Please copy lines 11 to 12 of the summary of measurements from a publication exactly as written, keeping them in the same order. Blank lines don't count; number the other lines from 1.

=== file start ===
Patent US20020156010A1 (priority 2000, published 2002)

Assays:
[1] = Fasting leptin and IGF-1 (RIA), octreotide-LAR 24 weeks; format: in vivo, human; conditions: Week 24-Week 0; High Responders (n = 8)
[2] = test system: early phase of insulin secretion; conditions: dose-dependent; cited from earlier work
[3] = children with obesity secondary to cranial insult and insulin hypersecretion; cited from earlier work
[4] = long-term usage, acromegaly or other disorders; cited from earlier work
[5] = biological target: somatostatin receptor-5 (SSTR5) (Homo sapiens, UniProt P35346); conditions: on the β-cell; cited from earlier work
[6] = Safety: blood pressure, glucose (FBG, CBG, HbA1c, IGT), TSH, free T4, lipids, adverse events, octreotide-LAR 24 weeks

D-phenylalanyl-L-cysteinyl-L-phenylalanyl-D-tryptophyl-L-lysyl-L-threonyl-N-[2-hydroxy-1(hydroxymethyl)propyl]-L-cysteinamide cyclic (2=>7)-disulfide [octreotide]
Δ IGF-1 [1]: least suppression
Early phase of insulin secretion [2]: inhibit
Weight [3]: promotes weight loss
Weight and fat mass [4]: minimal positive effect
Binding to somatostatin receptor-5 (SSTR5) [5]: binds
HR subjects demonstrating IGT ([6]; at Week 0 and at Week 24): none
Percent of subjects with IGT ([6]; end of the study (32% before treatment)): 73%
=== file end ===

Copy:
Early phase of insulin secretion [2]: inhibit
Weight [3]: promotes weight loss